Phox Friday, July 11, 9 p.m. @ Blueberry Hill - $10/$12.50 By Christian Schaeffer The gentle, soulful languor of PHOX's debut album never quite veers into melancholy; there is too much kinetic musical movement -- even in its slower songs -- to take the wind out of the band's indie-pop sales. Singer Monica Martin has a hesitatingly husky approach to her vocals, but her songs weave in surprising moments -- twangy resonances, expert octave spans, soul-deep whispers -- to give life to the spirited, if slightly twee, instrumentation. Martin's bandmates are versed in chamber-pop smarts but are wise enough to deploy their banjo patterns and whistle solos in service of these songs and their gifted singer.

Search Parties Album Release Friday, July 11, 7:30 p.m. w/ Dots Not Feathers, Bear Hive, Humdrum, The Mhurs @ The Firebird - $8 By Blair Stiles From the 2014 RFT Music Awards: Elliott Pearson and Alex Petrone first landed on the scene in 2010 with their band Great Outdoors. That Best New Band nominee shed its leaves and left Pearson and Petrone to rake up the mess, bagging up what they could salvage to form Search Parties. Pearson rendered his wilted emotions unto Search Parties, and the music was weighed out on a grander scale. Search Parties' aural heft belies its indie-rock tag line. Pearson calls out with an arid vocal tone which can turn perceptively humid in the blink of a verse. Dylan Dougherty inputs staccato key arrangements that strike through the veil of Pearson's elastic vocal range. Danny Newgent's guitar tones manifest heady textures and coat the band in a drowsy haze of reverb. Petrone once again takes to a drumkit to coordinate fastidious rhythmic arrangements that keep pace with Chris Garner's bass and the band's live violinist, Gina Euygenhuysen. The final product is familiar and fresh at once, foreshadowing good things for the young group.

Ying Yang Twins Saturday, July 12, 8 p.m. w/ Netwurk, Family Affair, Obesity Ent, A-Game @ The Ready Room - $20-$23 By Tara Mahadevan From "The Best St. Louis Hip-Hop Shows: July 2014": From Atlanta comes the legendary Ying Yang Twins, Kaine and D-Roc, who gained popularity on Lil Jon's single "Get Low." The duo followed up that hit with singles like "Salt Shaker," "Badd" and "Shake." While they haven't dropped their own project since 2009's Ying Yang Forever, they recently teamed up with German producer DJ Teddy-O to release All Around The World in 2012. But we're really hoping for those classic hits... "The Whisper Song," anybody?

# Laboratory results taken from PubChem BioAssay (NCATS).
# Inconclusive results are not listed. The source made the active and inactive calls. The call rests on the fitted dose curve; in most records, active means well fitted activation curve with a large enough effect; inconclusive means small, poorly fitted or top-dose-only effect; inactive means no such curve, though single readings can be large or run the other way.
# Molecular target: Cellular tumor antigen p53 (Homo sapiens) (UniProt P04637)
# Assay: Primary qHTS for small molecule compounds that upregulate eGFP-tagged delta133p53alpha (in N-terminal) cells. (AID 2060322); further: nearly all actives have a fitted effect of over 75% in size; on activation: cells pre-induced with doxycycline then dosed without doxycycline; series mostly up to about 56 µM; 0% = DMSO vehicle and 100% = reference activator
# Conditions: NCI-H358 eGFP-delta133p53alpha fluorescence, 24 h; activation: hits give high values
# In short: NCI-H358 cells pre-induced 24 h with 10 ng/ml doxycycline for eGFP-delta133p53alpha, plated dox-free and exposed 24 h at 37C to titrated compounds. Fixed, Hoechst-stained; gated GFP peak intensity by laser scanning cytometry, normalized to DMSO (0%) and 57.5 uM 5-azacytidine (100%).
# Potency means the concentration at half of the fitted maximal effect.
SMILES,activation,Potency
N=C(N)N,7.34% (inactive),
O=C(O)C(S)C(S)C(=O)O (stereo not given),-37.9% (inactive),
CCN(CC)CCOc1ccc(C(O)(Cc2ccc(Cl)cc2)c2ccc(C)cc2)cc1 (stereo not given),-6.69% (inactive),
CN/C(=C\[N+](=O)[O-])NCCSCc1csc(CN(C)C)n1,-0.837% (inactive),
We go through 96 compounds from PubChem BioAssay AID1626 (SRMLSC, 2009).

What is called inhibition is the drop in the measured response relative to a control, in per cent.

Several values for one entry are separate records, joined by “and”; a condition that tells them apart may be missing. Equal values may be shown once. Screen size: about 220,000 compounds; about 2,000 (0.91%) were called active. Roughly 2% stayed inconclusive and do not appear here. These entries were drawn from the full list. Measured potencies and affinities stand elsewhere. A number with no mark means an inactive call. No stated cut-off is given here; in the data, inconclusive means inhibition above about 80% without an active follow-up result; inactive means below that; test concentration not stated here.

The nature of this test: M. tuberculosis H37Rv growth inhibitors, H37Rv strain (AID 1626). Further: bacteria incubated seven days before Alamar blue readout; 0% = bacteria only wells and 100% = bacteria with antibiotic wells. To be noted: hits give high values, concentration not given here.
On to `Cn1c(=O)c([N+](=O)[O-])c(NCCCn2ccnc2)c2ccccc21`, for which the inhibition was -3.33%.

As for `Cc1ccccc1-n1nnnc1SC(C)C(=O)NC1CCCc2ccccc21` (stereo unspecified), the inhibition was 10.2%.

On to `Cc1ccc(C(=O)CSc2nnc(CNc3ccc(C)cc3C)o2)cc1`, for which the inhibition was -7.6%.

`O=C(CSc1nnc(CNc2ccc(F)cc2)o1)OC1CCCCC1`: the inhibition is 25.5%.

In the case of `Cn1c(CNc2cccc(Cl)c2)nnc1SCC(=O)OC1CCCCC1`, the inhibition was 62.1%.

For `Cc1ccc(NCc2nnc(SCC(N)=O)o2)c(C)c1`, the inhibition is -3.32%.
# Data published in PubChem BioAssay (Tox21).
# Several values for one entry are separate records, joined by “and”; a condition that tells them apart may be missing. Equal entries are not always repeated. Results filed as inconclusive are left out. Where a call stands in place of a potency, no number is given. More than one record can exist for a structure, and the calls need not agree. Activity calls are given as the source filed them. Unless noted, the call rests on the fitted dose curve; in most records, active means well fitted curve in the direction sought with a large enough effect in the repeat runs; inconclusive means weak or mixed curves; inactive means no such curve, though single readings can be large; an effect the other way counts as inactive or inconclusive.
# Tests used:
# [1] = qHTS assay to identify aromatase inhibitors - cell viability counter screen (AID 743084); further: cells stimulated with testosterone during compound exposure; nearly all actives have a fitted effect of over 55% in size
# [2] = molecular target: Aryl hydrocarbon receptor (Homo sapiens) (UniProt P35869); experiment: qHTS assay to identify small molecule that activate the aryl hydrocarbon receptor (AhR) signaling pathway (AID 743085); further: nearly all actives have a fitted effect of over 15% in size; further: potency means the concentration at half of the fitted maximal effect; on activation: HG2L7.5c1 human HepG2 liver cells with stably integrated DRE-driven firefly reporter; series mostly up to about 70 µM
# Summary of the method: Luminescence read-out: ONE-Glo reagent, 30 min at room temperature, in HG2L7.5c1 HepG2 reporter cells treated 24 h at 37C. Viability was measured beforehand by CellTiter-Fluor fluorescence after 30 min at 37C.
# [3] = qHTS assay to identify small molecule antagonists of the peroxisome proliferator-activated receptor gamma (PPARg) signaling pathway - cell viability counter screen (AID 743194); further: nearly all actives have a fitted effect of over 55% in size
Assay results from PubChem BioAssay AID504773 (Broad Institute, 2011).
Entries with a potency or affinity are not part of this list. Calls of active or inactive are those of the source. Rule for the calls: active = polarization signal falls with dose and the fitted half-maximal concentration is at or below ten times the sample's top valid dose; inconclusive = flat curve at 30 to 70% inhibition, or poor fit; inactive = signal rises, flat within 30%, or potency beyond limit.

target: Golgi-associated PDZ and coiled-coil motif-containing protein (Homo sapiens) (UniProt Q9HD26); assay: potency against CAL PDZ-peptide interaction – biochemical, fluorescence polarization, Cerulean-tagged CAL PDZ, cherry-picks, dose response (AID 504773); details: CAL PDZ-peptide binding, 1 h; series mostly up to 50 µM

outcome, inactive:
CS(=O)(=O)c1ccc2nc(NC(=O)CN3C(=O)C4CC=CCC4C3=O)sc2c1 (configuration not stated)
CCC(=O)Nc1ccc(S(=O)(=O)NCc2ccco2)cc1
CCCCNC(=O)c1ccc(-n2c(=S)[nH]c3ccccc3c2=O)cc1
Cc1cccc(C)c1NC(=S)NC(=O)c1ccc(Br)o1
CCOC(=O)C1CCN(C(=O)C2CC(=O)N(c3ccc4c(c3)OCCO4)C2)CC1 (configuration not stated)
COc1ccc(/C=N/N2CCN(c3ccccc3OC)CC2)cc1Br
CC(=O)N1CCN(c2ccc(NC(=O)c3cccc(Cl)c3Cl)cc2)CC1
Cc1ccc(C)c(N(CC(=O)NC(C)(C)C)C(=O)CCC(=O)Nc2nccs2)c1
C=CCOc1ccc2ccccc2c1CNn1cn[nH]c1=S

Mountain Sprout Saturday, July 12, 9 p.m. w/ The Big Idea @ Blueberry Hill - $12/$15 By Roy Kasten Most people consider bluegrass and old-time music to be conservative forms, and most people, as usual, are wrong. Conserving the traditions of Bill Monroe and Doc Watson is a worthy, even necessary pursuit, but so too are home-brewing, home-growing and home-wrecking -- the principal activities of hippie-hillbilly band Mountain Sprout. The band's original repertoire tells part of the story -- "Town Drunk," "All the Marijuana" and "Tweeker" being representative examples -- but its improving instrumental skill -- breakneck fiddle, mean Scruggs-style banjo picking and rhythmic drive that's steadier than you'd expect from such unrepentant stoners -- liberates these Arkies from their own shtick. Opener the Big Idea, hailing from Cape Girardeau, Missouri, cuts its strummy hoedown sound with busking nonchalance and better-than-average songwriting. It ain't bluegrass, but it's worth an early arrival.

veruca_salt_press_photo.jpg

Veruca Salt Sunday, July 13, 8:30 p.m. w/ Battleme @ The Firebird - $22-$25 By Jaime Lees One of the greatest success stories born out of the massive '90s alternative scene in Chicago was Veruca Salt. Fronted by Nina Gordon and (St. Louis native) Louise Post, each songwriter offered her own distinct strength: Gordon with blooming melody and Post with fiery power. The band was signed to Geffen Records, had a few videos in heavy rotation on MTV ("Seether," "Volcano Girls") and produced a handful of albums of revved up alt-pop before fading from the spotlight and officially announcing its hiatus in 2012. But this year brought a new Record Store Day release from Veruca Salt and renewed public interest in this band that undoubtedly still has something to prove.

Note: Though we wish we could, we can't feature every great show happening in town in just one measly post. Look for plenty more recommendations this Friday in our weekend shows post, and peruse the St. Louis concert calendar for more ideas any time. Let everyone know what else you're looking forward to seeing this week in the comments below, and submit show info online any time to be considered for inclusion on these lists.